No one has ever told 7-year-old Dominic Osorio that he has brain cancer. Instead, his mother devised a story and made him the lead character. When Dominic undergoes surgery, chemotherapy or radiation, he is not a patient; he is the Dominator, waging war with an evil enemy that he calls a megazoid.
His grandmother, Monique Spagna, recalled the day Dominic finished weeks of daily radiation treatments at Johns Hopkins Children's Center that required the Bel Air boy to wear a mask and remain motionless for what seemed an eternity to a child.
"He could not move, so he would change identities and be the Dominator battling an enemy he called a megazoid," she said. "His mother came up with this story to help him deal with it."
On the last day of treatment, Dominic followed hospital tradition and rang a bell to signal he was done, she said. "So many others were inspired," she said. "They said if this kid could do it, so could they."
Many have come to know the story of the indomitable child and joined his crusade. Dominic, who was diagnosed with cancer in 2007, has inspired not only the new superhero character, but a comic book with a strong possibility for sequels, an official proclamation from Harford County government and a fundraising effort for children's hospice.
Dave Anderson often met Dominic and his family at the Bel Air restaurant he manages. The child would arrive with the usual boyhood bumps and scrapes and would banter with Anderson about how the arm was broken or the knee was scratched. But when Anderson learned about the Dominator and how Dominic was battling for his life, he went to work on fundraising and something he never expected - a book.
"People need to hear this kid's story," Anderson said. "He is a real motivator. All kids are our motivators, and they are what is important."
The more he heard about Dominic's trials, the more determined he was to help him and other children with cancer.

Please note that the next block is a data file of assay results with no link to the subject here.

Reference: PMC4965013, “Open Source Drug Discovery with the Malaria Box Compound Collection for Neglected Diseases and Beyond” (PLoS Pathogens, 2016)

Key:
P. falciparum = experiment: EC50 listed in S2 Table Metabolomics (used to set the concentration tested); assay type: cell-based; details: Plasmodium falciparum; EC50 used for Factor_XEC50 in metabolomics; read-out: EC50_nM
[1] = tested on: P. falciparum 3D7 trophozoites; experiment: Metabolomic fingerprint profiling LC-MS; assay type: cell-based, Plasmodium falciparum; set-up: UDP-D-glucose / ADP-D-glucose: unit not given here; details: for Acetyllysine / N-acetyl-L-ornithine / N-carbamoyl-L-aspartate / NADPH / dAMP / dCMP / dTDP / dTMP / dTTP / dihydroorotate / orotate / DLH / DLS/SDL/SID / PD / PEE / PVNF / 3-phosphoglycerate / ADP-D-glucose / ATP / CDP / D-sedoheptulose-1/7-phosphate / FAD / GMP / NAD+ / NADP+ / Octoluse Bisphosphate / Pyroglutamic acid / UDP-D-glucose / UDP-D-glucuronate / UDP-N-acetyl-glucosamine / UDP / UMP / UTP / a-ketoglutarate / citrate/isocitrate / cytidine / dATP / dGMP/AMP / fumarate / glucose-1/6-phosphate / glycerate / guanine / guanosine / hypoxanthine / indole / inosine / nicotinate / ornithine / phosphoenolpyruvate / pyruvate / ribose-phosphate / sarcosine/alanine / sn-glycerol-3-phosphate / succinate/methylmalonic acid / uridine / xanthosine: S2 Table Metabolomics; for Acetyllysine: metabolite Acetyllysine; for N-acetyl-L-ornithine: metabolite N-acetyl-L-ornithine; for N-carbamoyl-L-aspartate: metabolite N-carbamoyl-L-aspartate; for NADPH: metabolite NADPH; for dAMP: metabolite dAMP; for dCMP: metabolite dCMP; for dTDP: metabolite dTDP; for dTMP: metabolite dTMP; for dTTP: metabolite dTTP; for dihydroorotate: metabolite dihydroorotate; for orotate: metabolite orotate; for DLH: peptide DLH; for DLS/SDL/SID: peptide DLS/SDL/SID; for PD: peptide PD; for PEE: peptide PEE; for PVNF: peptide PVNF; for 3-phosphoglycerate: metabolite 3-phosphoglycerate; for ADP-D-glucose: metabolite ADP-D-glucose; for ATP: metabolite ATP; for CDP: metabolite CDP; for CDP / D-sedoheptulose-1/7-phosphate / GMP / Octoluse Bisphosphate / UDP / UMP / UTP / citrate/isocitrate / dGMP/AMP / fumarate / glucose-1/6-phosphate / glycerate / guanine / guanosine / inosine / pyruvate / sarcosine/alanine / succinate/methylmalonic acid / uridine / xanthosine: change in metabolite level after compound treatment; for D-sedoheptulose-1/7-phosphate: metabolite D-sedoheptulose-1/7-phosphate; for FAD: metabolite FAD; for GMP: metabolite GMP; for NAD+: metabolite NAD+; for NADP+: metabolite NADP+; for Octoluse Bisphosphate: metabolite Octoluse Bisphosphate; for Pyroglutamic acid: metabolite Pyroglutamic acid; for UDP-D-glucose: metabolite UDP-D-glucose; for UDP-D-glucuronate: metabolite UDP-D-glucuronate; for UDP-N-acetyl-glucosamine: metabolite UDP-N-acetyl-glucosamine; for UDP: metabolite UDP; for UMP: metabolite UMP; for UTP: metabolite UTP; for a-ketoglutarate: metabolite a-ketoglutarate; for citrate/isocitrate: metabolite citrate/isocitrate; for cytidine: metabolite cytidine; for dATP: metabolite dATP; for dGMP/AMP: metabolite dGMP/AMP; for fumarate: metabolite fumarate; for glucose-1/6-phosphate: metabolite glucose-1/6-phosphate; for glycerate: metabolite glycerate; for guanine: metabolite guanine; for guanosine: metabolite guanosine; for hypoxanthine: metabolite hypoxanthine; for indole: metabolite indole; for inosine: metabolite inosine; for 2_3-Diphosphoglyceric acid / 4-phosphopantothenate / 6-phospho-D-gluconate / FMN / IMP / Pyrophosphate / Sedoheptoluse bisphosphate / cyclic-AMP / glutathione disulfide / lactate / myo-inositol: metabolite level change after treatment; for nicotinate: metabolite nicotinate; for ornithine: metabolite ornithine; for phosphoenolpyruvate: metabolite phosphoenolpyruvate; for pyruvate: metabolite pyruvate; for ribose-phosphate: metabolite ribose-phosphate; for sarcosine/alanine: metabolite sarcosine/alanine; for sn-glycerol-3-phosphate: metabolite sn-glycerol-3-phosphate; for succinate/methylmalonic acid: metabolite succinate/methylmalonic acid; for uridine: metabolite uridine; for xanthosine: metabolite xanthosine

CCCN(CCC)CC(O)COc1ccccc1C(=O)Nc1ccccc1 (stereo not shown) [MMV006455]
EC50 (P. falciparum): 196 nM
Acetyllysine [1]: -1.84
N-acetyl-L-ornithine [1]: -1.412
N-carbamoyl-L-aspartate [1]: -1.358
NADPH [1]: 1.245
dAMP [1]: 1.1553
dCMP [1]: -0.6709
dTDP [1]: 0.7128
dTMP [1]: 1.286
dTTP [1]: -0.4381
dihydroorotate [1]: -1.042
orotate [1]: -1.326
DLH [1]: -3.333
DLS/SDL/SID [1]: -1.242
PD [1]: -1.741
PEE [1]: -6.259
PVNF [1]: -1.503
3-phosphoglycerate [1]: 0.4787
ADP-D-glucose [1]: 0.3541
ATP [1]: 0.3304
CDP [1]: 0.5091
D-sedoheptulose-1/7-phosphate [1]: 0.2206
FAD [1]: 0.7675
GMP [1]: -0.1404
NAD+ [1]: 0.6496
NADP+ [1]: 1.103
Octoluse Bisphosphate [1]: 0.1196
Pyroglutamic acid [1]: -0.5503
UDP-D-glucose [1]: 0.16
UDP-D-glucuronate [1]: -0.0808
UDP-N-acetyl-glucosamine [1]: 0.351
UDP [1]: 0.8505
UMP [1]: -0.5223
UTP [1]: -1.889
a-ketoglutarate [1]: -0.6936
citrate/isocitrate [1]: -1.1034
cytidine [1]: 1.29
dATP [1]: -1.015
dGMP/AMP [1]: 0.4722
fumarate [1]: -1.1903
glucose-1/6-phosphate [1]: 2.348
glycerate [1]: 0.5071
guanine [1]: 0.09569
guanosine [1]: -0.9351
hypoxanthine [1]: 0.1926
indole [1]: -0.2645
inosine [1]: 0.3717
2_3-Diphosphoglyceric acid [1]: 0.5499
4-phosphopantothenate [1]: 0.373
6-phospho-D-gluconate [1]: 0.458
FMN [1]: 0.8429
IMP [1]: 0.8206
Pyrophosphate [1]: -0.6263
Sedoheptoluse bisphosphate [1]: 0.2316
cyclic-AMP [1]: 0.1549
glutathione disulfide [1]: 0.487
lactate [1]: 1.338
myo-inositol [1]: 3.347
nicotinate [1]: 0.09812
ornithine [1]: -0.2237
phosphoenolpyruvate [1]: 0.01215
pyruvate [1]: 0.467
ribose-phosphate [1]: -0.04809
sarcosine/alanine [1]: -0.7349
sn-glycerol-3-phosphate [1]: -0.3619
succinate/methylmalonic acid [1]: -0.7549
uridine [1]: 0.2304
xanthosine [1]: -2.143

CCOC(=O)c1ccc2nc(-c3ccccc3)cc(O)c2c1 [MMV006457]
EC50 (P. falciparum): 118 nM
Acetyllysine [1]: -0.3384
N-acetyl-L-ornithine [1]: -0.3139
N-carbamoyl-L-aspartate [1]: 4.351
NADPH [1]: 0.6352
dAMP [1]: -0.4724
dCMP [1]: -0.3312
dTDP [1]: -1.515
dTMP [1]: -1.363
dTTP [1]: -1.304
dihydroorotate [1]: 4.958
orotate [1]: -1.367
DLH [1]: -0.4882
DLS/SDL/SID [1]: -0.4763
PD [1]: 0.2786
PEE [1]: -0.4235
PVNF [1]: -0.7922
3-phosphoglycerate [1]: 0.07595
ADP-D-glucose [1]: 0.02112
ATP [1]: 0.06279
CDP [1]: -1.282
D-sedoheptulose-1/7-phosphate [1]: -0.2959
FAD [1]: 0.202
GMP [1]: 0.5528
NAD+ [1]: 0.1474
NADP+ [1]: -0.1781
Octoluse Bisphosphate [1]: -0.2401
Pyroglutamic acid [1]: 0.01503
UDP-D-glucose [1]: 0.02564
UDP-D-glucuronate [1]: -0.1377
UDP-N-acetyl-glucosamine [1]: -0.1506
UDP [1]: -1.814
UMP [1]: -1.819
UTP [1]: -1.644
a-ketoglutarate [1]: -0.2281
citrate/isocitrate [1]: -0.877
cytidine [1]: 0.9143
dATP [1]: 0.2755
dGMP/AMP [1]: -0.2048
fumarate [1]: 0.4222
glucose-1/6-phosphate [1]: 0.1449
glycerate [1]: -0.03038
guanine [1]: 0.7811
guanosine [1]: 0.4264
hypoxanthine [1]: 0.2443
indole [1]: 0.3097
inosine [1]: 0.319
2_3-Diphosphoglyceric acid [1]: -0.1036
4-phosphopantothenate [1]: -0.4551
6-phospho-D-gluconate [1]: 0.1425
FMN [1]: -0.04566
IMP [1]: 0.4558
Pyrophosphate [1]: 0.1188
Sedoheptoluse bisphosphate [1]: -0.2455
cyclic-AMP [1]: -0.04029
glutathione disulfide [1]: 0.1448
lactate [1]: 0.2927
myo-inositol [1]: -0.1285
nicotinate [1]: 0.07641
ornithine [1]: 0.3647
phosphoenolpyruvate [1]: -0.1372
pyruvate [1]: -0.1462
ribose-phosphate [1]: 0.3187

"Dominic is an awesome kid, who never got scared at what he had to go through," Anderson said. "He really is the superhero in this story. This one little boy has touched many lives."
Anderson helped create "The Dominator" character and a comic book tailored to children. He contacted Getz-Calandra Productions, which put together the illustrated book with a story line based on Dominic's struggles.
"We took a simple approach with the story and made it readable especially for kids in the hospital," said Tony Calandra of Abingdon, who also works as a physical therapy technician. "We have had big interest already. If this character takes off, there will be a second issue."
Anderson paid nearly $9,000 to design, create and copyright the Dominator and to publish 2,000 copies of the book. About 1,000 copies have been sold since the $5 book came out last month, with proceeds from sales benefiting children's cancer research.
"The more I got into this, the more I knew it was a powerful thing," he said. "I am dedicating 'The Dominator' to making sure that kids like Dominic have everything they need."
Anderson has organized several fundraisers, the most recent last month centered on a superheroes theme that included a proclamation of Superheroes Day by the Harford County executive. Officials used the event to focus on childhood cancer and to recognize "the unselfish and countless acts of heroism that people demonstrate every day in supporting children" who are fighting for their lives, the proclamation says.
The Dominator, in a red bodysuit with a large navy blue D on his chest, appeared with more well-known characters at that event and at several other fundraisers. Anderson in Dominator regalia has visited Dominic at Hopkins, along with Paul Day, who donned Batman attire.
Day, as Batman, recalled how he had stopped in to see Dominic at home last Christmas and what he whispered in the child's ear.
"I told him that I knew he was the Dominator, a superhero just like me," Day said.
The tumor continues to grow in Dominic's brain, despite the best efforts of his doctors. His mother, Nicole Spagna, is keeping a round-the-clock vigil at his side at Hopkins.
"His eyes are not open, but he knows we are all there," said Monique Spagna. "He has been fighting for two years, and he is still fighting. He always told us to believe. We are still hoping there is one more treatment to try."
Nicole Spagna said she wants her son's story to help other children coping with cancer. His grandmother has vowed to work to establish a local hospice dedicated solely to children and their families, and she will continue to raise funds for children's cancer research.
"In my heart, I know Dominic has made a big difference and has shown that he is a caring person," Monique Spagna said. "I am still praying for a miracle for him. I believe in miracles."